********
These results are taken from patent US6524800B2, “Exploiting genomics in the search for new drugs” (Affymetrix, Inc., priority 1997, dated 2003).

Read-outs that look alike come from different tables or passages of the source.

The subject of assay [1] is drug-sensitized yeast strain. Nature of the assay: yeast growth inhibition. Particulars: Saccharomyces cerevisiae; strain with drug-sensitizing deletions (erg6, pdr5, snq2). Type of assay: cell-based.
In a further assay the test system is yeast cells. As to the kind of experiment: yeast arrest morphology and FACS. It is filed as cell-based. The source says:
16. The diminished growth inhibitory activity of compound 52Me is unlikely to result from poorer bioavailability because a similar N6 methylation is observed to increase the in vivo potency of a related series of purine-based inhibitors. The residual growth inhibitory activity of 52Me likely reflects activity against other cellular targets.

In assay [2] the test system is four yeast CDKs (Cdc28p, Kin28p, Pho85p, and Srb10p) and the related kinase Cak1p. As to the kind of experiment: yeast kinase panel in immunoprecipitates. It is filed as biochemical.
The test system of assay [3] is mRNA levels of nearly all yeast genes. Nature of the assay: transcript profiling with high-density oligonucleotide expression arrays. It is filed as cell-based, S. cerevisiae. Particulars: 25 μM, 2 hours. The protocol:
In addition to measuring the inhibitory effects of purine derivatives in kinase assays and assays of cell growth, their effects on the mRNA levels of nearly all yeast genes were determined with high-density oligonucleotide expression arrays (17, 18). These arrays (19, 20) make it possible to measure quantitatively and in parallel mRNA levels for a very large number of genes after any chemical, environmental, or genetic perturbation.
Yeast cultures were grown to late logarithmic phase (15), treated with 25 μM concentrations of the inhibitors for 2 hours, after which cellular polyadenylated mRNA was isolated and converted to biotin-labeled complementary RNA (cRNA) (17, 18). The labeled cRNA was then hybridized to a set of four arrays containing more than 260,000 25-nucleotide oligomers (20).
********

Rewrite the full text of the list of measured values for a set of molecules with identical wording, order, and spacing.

These results are taken from patent US6524800B2, “Exploiting genomics in the search for new drugs” (Affymetrix, Inc., priority 1997, dated 2003).

Read-outs that look alike come from different tables or passages of the source.

The subject of assay [1] is drug-sensitized yeast strain. Nature of the assay: yeast growth inhibition. Particulars: Saccharomyces cerevisiae; strain with drug-sensitizing deletions (erg6, pdr5, snq2). Type of assay: cell-based.
In a further assay the test system is yeast cells. As to the kind of experiment: yeast arrest morphology and FACS. It is filed as cell-based. The source says:
16. The diminished growth inhibitory activity of compound 52Me is unlikely to result from poorer bioavailability because a similar N6 methylation is observed to increase the in vivo potency of a related series of purine-based inhibitors. The residual growth inhibitory activity of 52Me likely reflects activity against other cellular targets.

In assay [2] the test system is four yeast CDKs (Cdc28p, Kin28p, Pho85p, and Srb10p) and the related kinase Cak1p. As to the kind of experiment: yeast kinase panel in immunoprecipitates. It is filed as biochemical.
The test system of assay [3] is mRNA levels of nearly all yeast genes. Nature of the assay: transcript profiling with high-density oligonucleotide expression arrays. It is filed as cell-based, S. cerevisiae. Particulars: 25 μM, 2 hours. The protocol:
In addition to measuring the inhibitory effects of purine derivatives in kinase assays and assays of cell growth, their effects on the mRNA levels of nearly all yeast genes were determined with high-density oligonucleotide expression arrays (17, 18). These arrays (19, 20) make it possible to measure quantitatively and in parallel mRNA levels for a very large number of genes after any chemical, environmental, or genetic perturbation.
Yeast cultures were grown to late logarithmic phase (15), treated with 25 μM concentrations of the inhibitors for 2 hours, after which cellular polyadenylated mRNA was isolated and converted to biotin-labeled complementary RNA (cRNA) (17, 18). The labeled cRNA was then hybridized to a set of four arrays containing more than 260,000 25-nucleotide oligomers (20).